Trump, Kanye, antisemitism: An expert explains the dangerous rhetoric

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Trump, Kanye and antisemitism: An expert tells us where their language comes from and why it is so dangerous

Over the weekend, and seemingly apropos of nothing, former president Donald Trump told American Jews to “get their act together,” ending a paragraph-long screed on his Truth Social platform with what seemed to be a warning: “before it is too late.”

The post accused American Jews of being less supportive of his former policies toward the nation of Israel than Evangelical Christians have been, reflecting age-old myths that Jews split a “dual loyalty” between their countries of citizenship and Israel, or act as secret double agents on behalf of some foreign or global power.

“No President has done more for Israel than I have. Somewhat surprisingly, however, our wonderful Evangelicals are far more appreciative of this than the people of the Jewish faith, especially those living in the U.S.,” Trump wrote.

Trump’s statement repeats an antisemitic trope conflating the personal and political beliefs of nearly 8 million Jewish-identified people in the United States with foreign policy that affects the state of Israel, said Emily Tamkin, a senior editor at the New Statesman and author of “Bad Jews: A History of American Jewish Politics and Identities.”

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“One can, for whatever reason, support a country and its foreign/domestic policy and still, at the same time … use rhetoric that is conspiratorial, that is hateful and that puts Jewish people and other minorities at greater risk,” she said in a conversation with Grid’s misinformation reporter, Anya van Wagtendonk.

This interview has been edited for length and clarity.

Grid: What was your first response to that Trump statement?

Emily Tamkin: It does read to me as antisemitic. Obviously, telling Jewish people to vote a certain way or else — whether he meant it as a threat, or whether he meant it, like, it would be in our own self-interest to vote for him — to warn a group of people that they need to vote a certain way is not ideal. But I also think that it just betrays a deep lack of understanding of the majority of American Jews. And so, was it discomforting to see a former president and such a prominent Republican politician say this? Of course, but it also just was a deeply ignorant comment.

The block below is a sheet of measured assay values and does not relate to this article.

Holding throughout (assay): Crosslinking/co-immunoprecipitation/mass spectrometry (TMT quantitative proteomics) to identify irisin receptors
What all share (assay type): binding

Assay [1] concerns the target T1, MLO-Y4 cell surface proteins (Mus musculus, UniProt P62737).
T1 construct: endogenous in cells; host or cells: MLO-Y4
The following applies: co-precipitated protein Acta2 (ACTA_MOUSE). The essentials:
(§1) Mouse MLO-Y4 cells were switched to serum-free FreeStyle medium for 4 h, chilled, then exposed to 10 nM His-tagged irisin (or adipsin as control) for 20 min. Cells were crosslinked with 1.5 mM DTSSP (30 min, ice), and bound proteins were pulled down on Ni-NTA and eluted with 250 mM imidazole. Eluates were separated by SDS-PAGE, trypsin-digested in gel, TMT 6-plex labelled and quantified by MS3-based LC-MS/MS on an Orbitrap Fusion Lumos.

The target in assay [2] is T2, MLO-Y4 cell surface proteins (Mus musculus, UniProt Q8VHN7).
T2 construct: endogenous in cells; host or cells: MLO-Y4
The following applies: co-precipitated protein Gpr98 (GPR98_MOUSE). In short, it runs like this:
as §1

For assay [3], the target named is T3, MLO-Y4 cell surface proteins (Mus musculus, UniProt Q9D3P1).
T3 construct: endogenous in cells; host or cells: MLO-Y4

G: What do you make of that “before it is too late” line?

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ET: American Jews have long voted with the Democratic Party. And there are a number of reasons for this. We could point to the leftist leanings of many Jewish immigrants in the early 20th century; we could point to FDR and the New Deal and how closely he worked with American Jews. We could look at Jewish support for the civil rights movement. We could talk about the reality that many American Jews understand ourselves to be a religious minority in this country and thus understand that maintaining a pluralistic society is important.

But for decades, there have been people, Jewish or not, who have wondered why American Jews still vote for Democrats given that many are more socioeconomically advantaged now, [and] given that the Republican Party is more openly supportive of a very hawkish stance on Israel. So Trump is not unique in this confusion. But it’s important to remember that, according to one study, only 4 percent of American Jews say that Israel is the most important issue. We live here, in the United States.